My research interests currently embrace plug-and-play control, distributed state estimation and identification of cell population models.
Research has been supported by the EU projects HYCON2 and HYGEIA.
Plug-and-Play control of AC and DC islanded microgrids
We study decentralized control schemes for AC and DC Islanded microGrids (ImGs) composed by the interconnection of Distributed Generation Units (DGUs), typically renewables. Local controllers associated to DGUs must regulate voltage (also frequency in the AC case) at the point of common coupling of each DGU and guarantee stability of the overall ImG. Our goal is to develop control design algorithms that are scalable, meaning that the computational complexity for designing a single controller is independent on the size of the whole ImG. Moreover, when a DGU wants to plug in or out (i) the possibility of performing the operation without spoiling voltage stability in the whole ImG is automatically tested by solving an optimization problem on the DGU hardware (ii) if the operation is allowed, only nighboring DGUs have to retune their local controllers. Automatized, safe and reliable plug-in and out operations enable the deployment of ImGs that can grow over time, where the shutdown of replacement of DGUs can be done ina safe way and where meshed interconnection topologies are allowed, so as to achieve robustness against individual faulty lines. To explore this concept, we test of our controllers through extensive simulations in MatLab/Simulink and PSCAD and through real experiments (in cooperation with the Microgrid group at Aalborg University).
Plug-and-Play control, state estimation and fault detection
We consider large-scale systems represented by a coupling graph between subsystems and develop distributed control schemes capable to guarantee asymptotic stability and satisfaction of constraints on system inputs and states. In particular, we focus on design procedures that enable plug-and-play (PnP) operations, meaning that (i) the addition or removal of subsystems triggers the design of local controllers associated to successors to the subsystem only and (ii) the synthesis of a local controller for a subsystem requires information only from predecessors of the subsystem and it can be performed using only local computational resources. We also study how to recast the design of local controllers into optimization problems that can be solved in parallel by smart actuators equipped with computational resources and capable to exchange information with neighboring subsystems. Our PnP design method hinge on the small-gain theorem for networks and on tube-based Model Predictive Control (MPC). Recently, we have extended principles of PnP design to the synthesis of distributed state observers and output-feedback controllers. Furthermore, we have developed PnP fault detection schemes so as to (i) unplug faulty subsystems before the fault gets propagated in the network (ii) safely re-plug in disconnected subsystems once issues have been solved. We applied our method to the frequency control in power networks and the stabilization of large-scale mechanical systems. These examples are included in the Plug and Play Model Predictive Control (PNPMPC) toolbox for MatLab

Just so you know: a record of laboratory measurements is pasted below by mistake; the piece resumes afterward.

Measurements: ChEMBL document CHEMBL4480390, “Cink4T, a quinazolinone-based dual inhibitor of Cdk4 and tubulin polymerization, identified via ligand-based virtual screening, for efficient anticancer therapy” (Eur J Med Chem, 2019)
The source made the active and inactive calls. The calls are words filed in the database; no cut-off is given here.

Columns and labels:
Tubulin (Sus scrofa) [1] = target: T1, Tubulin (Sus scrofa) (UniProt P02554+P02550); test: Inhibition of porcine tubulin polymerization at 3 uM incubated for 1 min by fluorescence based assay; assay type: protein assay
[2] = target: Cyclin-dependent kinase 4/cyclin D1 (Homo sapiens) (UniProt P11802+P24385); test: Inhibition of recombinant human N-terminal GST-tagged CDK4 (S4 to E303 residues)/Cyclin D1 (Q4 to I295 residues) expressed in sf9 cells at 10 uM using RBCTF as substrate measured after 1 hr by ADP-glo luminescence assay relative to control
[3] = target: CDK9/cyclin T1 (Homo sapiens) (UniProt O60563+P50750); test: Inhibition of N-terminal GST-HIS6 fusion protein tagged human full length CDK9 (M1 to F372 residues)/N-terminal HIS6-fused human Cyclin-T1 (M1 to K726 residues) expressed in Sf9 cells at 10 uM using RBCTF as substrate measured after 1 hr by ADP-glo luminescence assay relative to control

Distributed State Estimation
Sensor networks are collections of small, low power consuming and possibly cheap sensing devices, with communication and computation capabilities. When used for monitoring large-scale systems it is often impractical to collect and process all measurements in a centralised unit. An alternative is provided by distributed state-estimation schemes where each sensor process measurements only locally and take advantage of communication with neighbouring units for gaining additional information about unobserved dynamics. This has several advantages, including scalability, and decomposition of a big state-estimation problem into small ones that can be solved in parallel. The main challenge is how to distribute computations without spoiling convergence of the estimates to the true state. I am especially interested in distributed moving horizon estimation algorithms, due to their capability of taking into account physical constraints on state and noise variables.
Identification of cell population models
Significant cell-to-cell heterogeneity is ubiquitously observed in isogenic cell populations. Recent works have acknowledged the importance of modeling variability in gene expression, either intrinsic (coming from stochasticity of chemical reactions) or extrinsic (coming from morphological and physiological differences between cells). We describe extrinisic variability using Mixed-Effects models, i.e. ODE models with stochastic parameters accounting for differences among individual cells. Population-level parameter distributions are then identified using data obtained from time-lapse single-cell fluorescent microscopy (see the side picture). An advantage of ME models is that specific parameters are attributed to individual cells. This information about cell identity can be used for (i) learning how environmental cues (such as cell-size and local cell density) affect intracellular processes underlying gene expression (ii) study how cell-specific features are inherited from mother to daughter cells. Besides calibrating ME models to gene-expression data, we studied how to validate them and assessed their advantages over population-averaged models and models tailored to intrinsic variability sources. Performance of ME models has been tested both on synthetic and real data. In particular, in cooperation with INRIA and Universite' Paris Diderot (France) we applied the ME modeling framework to single-cell longitudinal data of the yeast osmoregulation process.